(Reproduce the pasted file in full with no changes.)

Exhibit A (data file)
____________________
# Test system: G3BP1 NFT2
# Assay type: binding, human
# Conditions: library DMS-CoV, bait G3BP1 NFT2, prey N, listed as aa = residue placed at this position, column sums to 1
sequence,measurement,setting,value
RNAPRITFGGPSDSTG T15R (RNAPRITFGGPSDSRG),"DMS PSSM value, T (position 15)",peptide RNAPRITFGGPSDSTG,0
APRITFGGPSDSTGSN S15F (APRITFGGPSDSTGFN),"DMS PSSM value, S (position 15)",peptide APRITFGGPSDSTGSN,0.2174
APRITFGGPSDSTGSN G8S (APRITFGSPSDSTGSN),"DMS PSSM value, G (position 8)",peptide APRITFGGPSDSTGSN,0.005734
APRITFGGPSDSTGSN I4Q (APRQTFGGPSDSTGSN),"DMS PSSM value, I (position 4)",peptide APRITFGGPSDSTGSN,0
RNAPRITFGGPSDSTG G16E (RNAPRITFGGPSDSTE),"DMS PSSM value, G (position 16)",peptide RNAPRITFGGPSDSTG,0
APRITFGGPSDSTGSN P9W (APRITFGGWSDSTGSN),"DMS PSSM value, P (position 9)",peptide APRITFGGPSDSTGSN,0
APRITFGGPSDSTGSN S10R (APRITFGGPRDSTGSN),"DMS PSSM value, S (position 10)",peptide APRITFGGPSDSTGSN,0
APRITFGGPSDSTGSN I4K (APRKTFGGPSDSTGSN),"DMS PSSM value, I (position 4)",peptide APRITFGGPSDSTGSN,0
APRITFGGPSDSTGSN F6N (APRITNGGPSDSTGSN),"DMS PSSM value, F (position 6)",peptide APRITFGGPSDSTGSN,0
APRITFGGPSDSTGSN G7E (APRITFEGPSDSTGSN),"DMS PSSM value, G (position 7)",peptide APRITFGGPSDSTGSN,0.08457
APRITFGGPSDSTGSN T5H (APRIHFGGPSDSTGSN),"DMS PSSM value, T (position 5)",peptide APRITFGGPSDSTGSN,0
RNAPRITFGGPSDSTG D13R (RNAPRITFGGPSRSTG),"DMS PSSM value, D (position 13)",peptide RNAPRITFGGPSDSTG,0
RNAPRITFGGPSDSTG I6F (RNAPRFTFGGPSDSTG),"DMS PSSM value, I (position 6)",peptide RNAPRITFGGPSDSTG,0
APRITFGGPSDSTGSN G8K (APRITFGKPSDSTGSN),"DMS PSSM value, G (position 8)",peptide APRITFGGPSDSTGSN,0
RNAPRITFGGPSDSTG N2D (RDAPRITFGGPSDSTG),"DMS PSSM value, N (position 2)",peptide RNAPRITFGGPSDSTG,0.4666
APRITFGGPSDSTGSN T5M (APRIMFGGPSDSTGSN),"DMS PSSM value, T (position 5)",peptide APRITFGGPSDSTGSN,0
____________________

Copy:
# Test system: G3BP1 NFT2
# Assay type: binding, human
# Conditions: library DMS-CoV, bait G3BP1 NFT2, prey N, listed as aa = residue placed at this position, column sums to 1
sequence,measurement,setting,value
RNAPRITFGGPSDSTG T15R (RNAPRITFGGPSDSRG),"DMS PSSM value, T (position 15)",peptide RNAPRITFGGPSDSTG,0
APRITFGGPSDSTGSN S15F (APRITFGGPSDSTGFN),"DMS PSSM value, S (position 15)",peptide APRITFGGPSDSTGSN,0.2174
APRITFGGPSDSTGSN G8S (APRITFGSPSDSTGSN),"DMS PSSM value, G (position 8)",peptide APRITFGGPSDSTGSN,0.005734
APRITFGGPSDSTGSN I4Q (APRQTFGGPSDSTGSN),"DMS PSSM value, I (position 4)",peptide APRITFGGPSDSTGSN,0
RNAPRITFGGPSDSTG G16E (RNAPRITFGGPSDSTE),"DMS PSSM value, G (position 16)",peptide RNAPRITFGGPSDSTG,0
APRITFGGPSDSTGSN P9W (APRITFGGWSDSTGSN),"DMS PSSM value, P (position 9)",peptide APRITFGGPSDSTGSN,0
APRITFGGPSDSTGSN S10R (APRITFGGPRDSTGSN),"DMS PSSM value, S (position 10)",peptide APRITFGGPSDSTGSN,0
APRITFGGPSDSTGSN I4K (APRKTFGGPSDSTGSN),"DMS PSSM value, I (position 4)",peptide APRITFGGPSDSTGSN,0
APRITFGGPSDSTGSN F6N (APRITNGGPSDSTGSN),"DMS PSSM value, F (position 6)",peptide APRITFGGPSDSTGSN,0
APRITFGGPSDSTGSN G7E (APRITFEGPSDSTGSN),"DMS PSSM value, G (position 7)",peptide APRITFGGPSDSTGSN,0.08457
APRITFGGPSDSTGSN T5H (APRIHFGGPSDSTGSN),"DMS PSSM value, T (position 5)",peptide APRITFGGPSDSTGSN,0
RNAPRITFGGPSDSTG D13R (RNAPRITFGGPSRSTG),"DMS PSSM value, D (position 13)",peptide RNAPRITFGGPSDSTG,0
RNAPRITFGGPSDSTG I6F (RNAPRFTFGGPSDSTG),"DMS PSSM value, I (position 6)",peptide RNAPRITFGGPSDSTG,0
APRITFGGPSDSTGSN G8K (APRITFGKPSDSTGSN),"DMS PSSM value, G (position 8)",peptide APRITFGGPSDSTGSN,0
RNAPRITFGGPSDSTG N2D (RDAPRITFGGPSDSTG),"DMS PSSM value, N (position 2)",peptide RNAPRITFGGPSDSTG,0.4666
APRITFGGPSDSTGSN T5M (APRIMFGGPSDSTGSN),"DMS PSSM value, T (position 5)",peptide APRITFGGPSDSTGSN,0